Fresh oysters bathed in a silken coconut cream and finger lime dressing with shredded coconut and makrut lime leaves topped with roe.






Skill level

Average: 2.5 (5 votes)


  • 12 rock oysters, shucked and removed from shell
  • 1 tbsp coriander leaves
  • 2 tbsp small Thai basil leaves
  • ½ young coconut, flesh thinly sliced (about 4 tbsp)
  • 1 long green chilli, seeded and cut into thin julienne
  • 1 red shallot, finely sliced
  • 2 tbsp finger lime pearls
  • 1 tbsp makrut lime juice
  • 4 makrut lime leaves, finely shredded
  • 2 tbsp trout or salmon roe

Coconut dressing

  • 2 small green chillies, coarsely chopped
  • 1 garlic clove
  • 125 ml (½ cup) coconut cream
  • 2 tsp caster sugar
  • 2 tbsp fish sauce

Cook's notes

Oven temperatures are for conventional; if using fan-forced (convection), reduce the temperature by 20˚C. | We use Australian tablespoons and cups: 1 teaspoon equals 5 ml; 1 tablespoon equals 20 ml; 1 cup equals 250 ml. | All herbs are fresh (unless specified) and cups are lightly packed. | All vegetables are medium size and peeled, unless specified. | All eggs are 55-60 g, unless specified.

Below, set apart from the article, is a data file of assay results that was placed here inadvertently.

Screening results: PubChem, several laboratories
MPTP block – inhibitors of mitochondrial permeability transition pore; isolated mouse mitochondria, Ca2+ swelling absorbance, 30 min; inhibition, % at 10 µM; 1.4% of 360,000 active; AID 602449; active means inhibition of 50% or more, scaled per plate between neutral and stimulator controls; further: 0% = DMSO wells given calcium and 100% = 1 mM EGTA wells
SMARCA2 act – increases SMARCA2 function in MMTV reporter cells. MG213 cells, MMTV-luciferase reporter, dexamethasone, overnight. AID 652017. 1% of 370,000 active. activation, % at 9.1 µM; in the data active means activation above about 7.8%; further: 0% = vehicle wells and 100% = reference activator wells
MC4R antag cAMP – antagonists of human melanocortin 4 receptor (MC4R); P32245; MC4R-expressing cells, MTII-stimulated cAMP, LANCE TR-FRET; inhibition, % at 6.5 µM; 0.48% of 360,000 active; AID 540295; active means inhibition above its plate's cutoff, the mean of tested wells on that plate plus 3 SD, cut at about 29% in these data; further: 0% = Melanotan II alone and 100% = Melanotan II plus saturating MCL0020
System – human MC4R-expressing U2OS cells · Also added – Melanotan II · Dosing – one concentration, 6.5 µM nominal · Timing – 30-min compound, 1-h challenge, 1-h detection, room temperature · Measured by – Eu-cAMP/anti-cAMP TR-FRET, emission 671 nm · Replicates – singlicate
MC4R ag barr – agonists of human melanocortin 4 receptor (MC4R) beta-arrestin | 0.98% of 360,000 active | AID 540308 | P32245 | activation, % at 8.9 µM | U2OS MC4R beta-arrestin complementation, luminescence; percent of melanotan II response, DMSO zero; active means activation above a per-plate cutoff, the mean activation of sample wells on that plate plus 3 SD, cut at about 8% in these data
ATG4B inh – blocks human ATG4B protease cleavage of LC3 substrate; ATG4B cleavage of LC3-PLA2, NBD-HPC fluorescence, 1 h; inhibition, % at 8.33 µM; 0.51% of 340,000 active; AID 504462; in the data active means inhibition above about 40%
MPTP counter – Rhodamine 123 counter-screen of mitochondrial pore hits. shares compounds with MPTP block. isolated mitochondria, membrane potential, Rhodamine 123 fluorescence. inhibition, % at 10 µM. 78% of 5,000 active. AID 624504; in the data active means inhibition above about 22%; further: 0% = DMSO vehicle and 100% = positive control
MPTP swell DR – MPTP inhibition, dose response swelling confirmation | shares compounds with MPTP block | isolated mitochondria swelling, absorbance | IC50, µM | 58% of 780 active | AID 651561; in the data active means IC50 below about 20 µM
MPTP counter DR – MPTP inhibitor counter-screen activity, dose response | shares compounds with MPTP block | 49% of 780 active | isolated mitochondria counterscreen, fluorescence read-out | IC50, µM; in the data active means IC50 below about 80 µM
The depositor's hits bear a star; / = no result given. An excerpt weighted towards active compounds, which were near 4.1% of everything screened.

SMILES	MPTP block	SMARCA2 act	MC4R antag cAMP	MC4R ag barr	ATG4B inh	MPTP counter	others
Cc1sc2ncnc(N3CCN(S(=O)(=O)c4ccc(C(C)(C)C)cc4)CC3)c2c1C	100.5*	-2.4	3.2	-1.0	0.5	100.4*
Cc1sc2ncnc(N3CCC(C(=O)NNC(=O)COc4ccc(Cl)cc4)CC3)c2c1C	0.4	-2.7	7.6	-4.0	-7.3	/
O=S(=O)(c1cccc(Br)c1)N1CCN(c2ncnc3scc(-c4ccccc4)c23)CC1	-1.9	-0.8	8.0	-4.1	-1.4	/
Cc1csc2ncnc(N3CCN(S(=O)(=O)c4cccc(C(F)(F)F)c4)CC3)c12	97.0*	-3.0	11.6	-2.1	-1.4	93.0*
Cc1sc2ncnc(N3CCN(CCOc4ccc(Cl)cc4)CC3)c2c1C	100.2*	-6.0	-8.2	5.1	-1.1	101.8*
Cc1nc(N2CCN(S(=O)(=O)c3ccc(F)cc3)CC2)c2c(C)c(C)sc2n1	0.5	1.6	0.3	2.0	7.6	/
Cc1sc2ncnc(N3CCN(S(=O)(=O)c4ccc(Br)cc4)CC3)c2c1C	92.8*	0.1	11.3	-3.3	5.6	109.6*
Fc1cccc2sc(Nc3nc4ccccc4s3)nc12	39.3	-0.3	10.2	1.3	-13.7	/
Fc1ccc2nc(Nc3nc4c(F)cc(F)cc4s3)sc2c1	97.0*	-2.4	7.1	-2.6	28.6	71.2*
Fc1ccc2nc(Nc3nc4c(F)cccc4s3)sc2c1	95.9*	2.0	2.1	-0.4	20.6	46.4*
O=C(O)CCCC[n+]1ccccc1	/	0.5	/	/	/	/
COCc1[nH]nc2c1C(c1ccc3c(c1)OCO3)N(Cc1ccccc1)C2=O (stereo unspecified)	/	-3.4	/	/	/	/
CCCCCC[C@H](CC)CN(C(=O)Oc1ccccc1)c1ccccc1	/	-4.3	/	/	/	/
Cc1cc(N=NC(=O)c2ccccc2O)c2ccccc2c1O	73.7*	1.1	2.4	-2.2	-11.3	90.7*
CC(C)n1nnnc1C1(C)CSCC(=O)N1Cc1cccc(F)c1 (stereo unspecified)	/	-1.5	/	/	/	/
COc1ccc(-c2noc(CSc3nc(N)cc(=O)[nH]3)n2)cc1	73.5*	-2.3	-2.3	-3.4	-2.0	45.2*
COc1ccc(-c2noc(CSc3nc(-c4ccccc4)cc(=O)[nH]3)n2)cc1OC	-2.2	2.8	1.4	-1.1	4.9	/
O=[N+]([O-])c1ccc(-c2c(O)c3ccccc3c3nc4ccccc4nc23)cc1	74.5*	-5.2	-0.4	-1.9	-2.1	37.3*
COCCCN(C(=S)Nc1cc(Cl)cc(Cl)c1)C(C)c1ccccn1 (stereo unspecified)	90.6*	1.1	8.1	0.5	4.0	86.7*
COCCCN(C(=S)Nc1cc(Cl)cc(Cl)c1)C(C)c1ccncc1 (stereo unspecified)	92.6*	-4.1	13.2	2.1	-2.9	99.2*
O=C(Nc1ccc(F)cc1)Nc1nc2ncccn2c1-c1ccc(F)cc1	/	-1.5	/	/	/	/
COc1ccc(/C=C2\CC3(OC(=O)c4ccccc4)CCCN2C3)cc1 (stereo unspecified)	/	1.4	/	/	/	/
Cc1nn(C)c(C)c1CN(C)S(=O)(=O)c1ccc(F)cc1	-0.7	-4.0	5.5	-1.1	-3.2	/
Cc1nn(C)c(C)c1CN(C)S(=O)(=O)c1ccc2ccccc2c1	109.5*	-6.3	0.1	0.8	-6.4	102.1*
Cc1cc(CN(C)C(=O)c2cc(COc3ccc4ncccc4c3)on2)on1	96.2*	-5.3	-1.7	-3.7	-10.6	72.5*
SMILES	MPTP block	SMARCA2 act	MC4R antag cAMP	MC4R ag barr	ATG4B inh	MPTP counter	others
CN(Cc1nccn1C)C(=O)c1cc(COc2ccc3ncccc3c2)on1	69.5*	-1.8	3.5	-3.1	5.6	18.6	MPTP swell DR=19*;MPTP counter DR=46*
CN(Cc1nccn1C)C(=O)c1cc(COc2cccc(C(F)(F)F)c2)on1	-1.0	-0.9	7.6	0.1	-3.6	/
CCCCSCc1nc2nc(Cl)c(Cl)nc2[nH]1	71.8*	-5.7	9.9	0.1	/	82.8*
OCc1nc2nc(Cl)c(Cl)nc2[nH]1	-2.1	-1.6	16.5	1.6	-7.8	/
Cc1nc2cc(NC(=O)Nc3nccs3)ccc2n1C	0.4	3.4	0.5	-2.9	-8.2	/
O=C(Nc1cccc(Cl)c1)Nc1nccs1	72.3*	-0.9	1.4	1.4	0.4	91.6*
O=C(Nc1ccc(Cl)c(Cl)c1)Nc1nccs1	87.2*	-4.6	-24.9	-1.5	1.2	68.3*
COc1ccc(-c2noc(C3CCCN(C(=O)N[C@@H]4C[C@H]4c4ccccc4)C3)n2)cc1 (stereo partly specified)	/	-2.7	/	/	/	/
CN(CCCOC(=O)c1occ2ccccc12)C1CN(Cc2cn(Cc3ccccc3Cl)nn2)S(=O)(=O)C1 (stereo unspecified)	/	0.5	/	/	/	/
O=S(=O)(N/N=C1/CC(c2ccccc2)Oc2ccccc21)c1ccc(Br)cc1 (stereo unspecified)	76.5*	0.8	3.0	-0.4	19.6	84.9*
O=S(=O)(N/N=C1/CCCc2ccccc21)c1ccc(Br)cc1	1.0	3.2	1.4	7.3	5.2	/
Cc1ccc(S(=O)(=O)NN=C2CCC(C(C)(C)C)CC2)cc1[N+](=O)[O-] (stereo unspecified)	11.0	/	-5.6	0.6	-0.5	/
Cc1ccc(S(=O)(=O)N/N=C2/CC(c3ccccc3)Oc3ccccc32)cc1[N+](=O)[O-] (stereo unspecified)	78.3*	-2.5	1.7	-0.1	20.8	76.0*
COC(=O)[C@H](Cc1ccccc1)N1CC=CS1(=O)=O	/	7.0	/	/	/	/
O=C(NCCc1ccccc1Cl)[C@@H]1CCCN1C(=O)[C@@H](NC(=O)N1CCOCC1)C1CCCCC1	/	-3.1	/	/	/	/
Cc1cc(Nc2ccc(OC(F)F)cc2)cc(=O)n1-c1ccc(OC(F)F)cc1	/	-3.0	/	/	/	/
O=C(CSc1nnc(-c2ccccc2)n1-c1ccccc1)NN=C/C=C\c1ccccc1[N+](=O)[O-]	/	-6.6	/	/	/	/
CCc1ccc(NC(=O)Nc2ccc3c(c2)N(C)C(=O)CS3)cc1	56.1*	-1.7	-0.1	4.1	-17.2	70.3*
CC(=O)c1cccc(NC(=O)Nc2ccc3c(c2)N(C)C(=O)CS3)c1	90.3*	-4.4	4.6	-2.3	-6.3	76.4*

1. For the dressing, pound the chilli and garlic in mortar and pestle until a paste forms. Place the coconut cream in a saucepan over medium heat and bring to a simmer. Stir in the chilli garlic paste, sugar and fish sauce, then as soon as it comes back to a simmer, take off the heat. Taste and adjust if necessary – it should taste, salty, hot and slightly sweet and creamy.
  2. Stir the oysters into the dressing to warm through, then remove with a slotted spoon and tip into a bowl. Add the herbs, coconut flesh, chilli, shallot and finger lime pearls to the oysters and toss to combine. Stir in the lime juice and about 80 ml (⅓ cup) coconut dressing or just enough to moisten.
  3. Arrange the oyster salad on serving plates, scatter shredded lime leaves and trout roe over the top and serve immediately.  


Adam Liaw cooks, laughs, and explores culture with some of Australia's most beloved in The Cook Up With Adam Liaw.

Photography by Danielle Abou Karam.